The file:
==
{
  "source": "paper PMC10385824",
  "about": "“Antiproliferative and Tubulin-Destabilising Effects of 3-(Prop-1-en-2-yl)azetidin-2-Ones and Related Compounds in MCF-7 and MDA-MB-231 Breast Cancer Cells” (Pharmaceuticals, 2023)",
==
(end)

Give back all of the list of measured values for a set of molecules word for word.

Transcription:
{
  "source": "paper PMC10385824",
  "about": "“Antiproliferative and Tubulin-Destabilising Effects of 3-(Prop-1-en-2-yl)azetidin-2-Ones and Related Compounds in MCF-7 and MDA-MB-231 Breast Cancer Cells” (Pharmaceuticals, 2023)",